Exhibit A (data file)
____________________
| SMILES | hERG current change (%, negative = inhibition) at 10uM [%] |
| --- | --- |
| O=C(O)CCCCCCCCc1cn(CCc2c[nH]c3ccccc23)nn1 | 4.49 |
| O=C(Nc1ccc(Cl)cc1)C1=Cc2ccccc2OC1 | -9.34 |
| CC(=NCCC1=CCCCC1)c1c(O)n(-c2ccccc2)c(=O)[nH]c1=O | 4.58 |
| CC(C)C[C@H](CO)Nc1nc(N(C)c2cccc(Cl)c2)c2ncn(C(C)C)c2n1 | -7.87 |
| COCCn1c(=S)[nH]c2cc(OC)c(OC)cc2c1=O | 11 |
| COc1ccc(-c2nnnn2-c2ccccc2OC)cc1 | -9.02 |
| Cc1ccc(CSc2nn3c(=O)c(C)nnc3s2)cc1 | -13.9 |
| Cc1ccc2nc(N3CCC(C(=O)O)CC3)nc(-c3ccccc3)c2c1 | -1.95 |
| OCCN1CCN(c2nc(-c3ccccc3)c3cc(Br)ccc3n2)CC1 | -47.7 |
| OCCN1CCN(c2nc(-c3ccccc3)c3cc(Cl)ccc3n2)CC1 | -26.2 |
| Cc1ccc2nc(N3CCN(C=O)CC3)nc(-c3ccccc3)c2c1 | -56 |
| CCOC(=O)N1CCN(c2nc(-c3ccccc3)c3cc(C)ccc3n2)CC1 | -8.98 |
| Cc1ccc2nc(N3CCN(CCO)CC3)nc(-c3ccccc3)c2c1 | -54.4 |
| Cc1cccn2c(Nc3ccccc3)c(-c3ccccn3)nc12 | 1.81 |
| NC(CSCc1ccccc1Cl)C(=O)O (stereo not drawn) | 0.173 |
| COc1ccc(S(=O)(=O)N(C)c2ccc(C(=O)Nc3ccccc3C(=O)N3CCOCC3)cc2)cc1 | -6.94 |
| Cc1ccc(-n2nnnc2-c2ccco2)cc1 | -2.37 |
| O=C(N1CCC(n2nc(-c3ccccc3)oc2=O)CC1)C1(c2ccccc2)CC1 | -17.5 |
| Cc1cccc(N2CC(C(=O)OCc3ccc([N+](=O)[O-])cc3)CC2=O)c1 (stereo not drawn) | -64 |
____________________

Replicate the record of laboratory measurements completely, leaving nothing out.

| SMILES | hERG current change (%, negative = inhibition) at 10uM [%] |
| --- | --- |
| O=C(O)CCCCCCCCc1cn(CCc2c[nH]c3ccccc23)nn1 | 4.49 |
| O=C(Nc1ccc(Cl)cc1)C1=Cc2ccccc2OC1 | -9.34 |
| CC(=NCCC1=CCCCC1)c1c(O)n(-c2ccccc2)c(=O)[nH]c1=O | 4.58 |
| CC(C)C[C@H](CO)Nc1nc(N(C)c2cccc(Cl)c2)c2ncn(C(C)C)c2n1 | -7.87 |
| COCCn1c(=S)[nH]c2cc(OC)c(OC)cc2c1=O | 11 |
| COc1ccc(-c2nnnn2-c2ccccc2OC)cc1 | -9.02 |
| Cc1ccc(CSc2nn3c(=O)c(C)nnc3s2)cc1 | -13.9 |
| Cc1ccc2nc(N3CCC(C(=O)O)CC3)nc(-c3ccccc3)c2c1 | -1.95 |
| OCCN1CCN(c2nc(-c3ccccc3)c3cc(Br)ccc3n2)CC1 | -47.7 |
| OCCN1CCN(c2nc(-c3ccccc3)c3cc(Cl)ccc3n2)CC1 | -26.2 |
| Cc1ccc2nc(N3CCN(C=O)CC3)nc(-c3ccccc3)c2c1 | -56 |
| CCOC(=O)N1CCN(c2nc(-c3ccccc3)c3cc(C)ccc3n2)CC1 | -8.98 |
| Cc1ccc2nc(N3CCN(CCO)CC3)nc(-c3ccccc3)c2c1 | -54.4 |
| Cc1cccn2c(Nc3ccccc3)c(-c3ccccn3)nc12 | 1.81 |
| NC(CSCc1ccccc1Cl)C(=O)O (stereo not drawn) | 0.173 |
| COc1ccc(S(=O)(=O)N(C)c2ccc(C(=O)Nc3ccccc3C(=O)N3CCOCC3)cc2)cc1 | -6.94 |
| Cc1ccc(-n2nnnc2-c2ccco2)cc1 | -2.37 |
| O=C(N1CCC(n2nc(-c3ccccc3)oc2=O)CC1)C1(c2ccccc2)CC1 | -17.5 |
| Cc1cccc(N2CC(C(=O)OCc3ccc([N+](=O)[O-])cc3)CC2=O)c1 (stereo not drawn) | -64 |